Descended

For completely unknown reasons I suddenly started to care about useless things.

This is strange, since normally I don’t.

As far as trade agreements go, ACTA is currently not on anyone’s priority list since we have a new report on copyright coming up, a proposal for a common patent which, like the Prüm Convention of 2004, is allowed by Commissioner Michel Barnier to go through the highly dubious process of ”deeper co-operation between a limited number of member states.” I am not particularly cynical, but after the signing of the Prüm Convention it took almost exactly two years before it was EU standard. With Michel Barnier at the steering wheel of DG Markt, I also do feel that both the French LOPPSI2 and the Spanish Sinde law justifyably should create a concern for EU-wide harmonisation of sudden shutdowns of webpages.

The India-EU FTA is progressing solemnly. Just like I got the opportunity to mention on alt1040, bilateral trade agreements are not of high concern. One of the best examples of which is the EU-South Korea FTA which in fact has already established the oh-so-feared ACTA rules in the international trade agreement framework. And in a CARIFORUM agreement. Soon in a Canada agreement. A cause for concern in the Colombian and Peruvian agreements. I heard that too many links destroy your Google hit count, so I advice readers to have a thorough look at bilaterals.org which lists interesting details on every bilateral FTA you could imagine.

Now, shutdowns of webpages. I have only briefly mentioned the Usenet-case of FTD in Dutch courts from last year. Last autumn it looked exactly as if FTD could not be held liable for users putting up links to copyrighted material. A few days ago a high court in the Hague decided differently. Despite good news from German courts relating to the Atari-RapidShare case, Spain, France and Benelux are enough for Michel Barnier to act swiftly. Which he has promised to do.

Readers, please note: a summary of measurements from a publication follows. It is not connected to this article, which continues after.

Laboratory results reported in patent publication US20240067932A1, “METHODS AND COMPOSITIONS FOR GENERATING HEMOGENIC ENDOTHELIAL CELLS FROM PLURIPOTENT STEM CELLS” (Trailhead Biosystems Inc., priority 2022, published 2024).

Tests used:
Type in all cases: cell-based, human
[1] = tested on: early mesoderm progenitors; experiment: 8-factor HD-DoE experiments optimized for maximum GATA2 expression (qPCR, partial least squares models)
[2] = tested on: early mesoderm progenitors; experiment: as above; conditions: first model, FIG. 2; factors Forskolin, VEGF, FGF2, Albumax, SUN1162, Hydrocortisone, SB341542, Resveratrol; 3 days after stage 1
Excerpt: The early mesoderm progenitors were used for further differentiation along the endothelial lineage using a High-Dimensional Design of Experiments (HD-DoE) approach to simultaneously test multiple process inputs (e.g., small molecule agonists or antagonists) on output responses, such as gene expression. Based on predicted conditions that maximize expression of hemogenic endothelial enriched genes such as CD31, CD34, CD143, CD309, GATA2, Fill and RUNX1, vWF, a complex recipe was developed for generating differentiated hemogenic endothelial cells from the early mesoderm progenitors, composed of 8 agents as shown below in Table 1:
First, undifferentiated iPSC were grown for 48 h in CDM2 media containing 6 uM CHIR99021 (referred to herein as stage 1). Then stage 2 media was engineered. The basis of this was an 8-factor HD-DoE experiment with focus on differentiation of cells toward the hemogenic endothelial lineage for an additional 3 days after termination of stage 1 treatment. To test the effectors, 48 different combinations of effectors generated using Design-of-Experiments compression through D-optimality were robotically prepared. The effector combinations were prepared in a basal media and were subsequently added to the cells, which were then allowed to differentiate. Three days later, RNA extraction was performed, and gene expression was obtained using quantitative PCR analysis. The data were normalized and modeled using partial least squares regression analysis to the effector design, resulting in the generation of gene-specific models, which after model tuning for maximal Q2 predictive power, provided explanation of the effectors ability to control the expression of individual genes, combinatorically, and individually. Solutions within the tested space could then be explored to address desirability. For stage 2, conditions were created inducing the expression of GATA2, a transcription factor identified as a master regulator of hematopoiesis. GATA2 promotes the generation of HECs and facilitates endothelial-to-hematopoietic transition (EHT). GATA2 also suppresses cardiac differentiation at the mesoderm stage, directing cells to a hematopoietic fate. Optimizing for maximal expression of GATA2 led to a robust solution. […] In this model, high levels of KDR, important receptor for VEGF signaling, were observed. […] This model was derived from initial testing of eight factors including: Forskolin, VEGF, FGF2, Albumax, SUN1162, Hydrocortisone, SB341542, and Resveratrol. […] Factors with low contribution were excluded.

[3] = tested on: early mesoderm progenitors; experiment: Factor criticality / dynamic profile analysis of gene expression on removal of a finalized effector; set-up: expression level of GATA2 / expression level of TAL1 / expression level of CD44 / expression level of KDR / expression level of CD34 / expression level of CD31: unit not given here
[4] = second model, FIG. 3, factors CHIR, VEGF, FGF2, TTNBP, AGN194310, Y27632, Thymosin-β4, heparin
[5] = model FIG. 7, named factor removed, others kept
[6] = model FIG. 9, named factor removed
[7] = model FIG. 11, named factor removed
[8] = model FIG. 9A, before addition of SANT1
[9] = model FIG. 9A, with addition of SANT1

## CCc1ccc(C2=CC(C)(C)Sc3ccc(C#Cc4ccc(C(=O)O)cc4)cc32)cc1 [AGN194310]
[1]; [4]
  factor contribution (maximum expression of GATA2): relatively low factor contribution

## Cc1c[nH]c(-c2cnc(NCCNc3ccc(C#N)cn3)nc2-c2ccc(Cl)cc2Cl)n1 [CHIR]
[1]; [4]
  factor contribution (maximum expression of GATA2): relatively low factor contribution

Now to the happy news! The Pirate Party, governed by wise people suggests that trademarks have the sole function of protecting consumers. I don’t understand how lawyers and many party members can disagree with this statement considering that because of trademark law, eBay is forced to limit their services because they are liable for what their users do, because of trademark law, member state customs authorities are having to carry out the trademark protection of private actors in thir countries, because of trademark law, memberstate authorities are having to carry out the trademark protection tasks of private parties in third countries (the last two are actually different links! they are two cases the latter of which refers to the first). Because of trademark law Commissioner Algirdas Šemeta is allocating EU money cigarette trademark combat, a European Union for cigarette protection and the fight against garlic (the vampiric ,a-ha, irony of this is not lost on me). This is the method they use to save our tax money even if the hardened criminals that buy these goods are often perfectly aware of what they are doing. Cross-border trade for citizens is obviously a problem when this is the way the Commission is knowingly and willfully using our taxmoney to protect us from a globalized market in which we ourselves have control and knowledge about what we are buying and how, and they are masking this under consumer protection. Because of trademark law, the collected wisdom of Pirate Parties end up in this. That last linked comment is unfortunately not merely a troll, but also a symptomatic approach to trademarks displayed by the previous front figures of Pirate Party of, particularly, Sweden. Because the Pirate Party of Sweden believes, just like Commissioner Mr Šemeta, that this form of consumer protection is good, and desirable.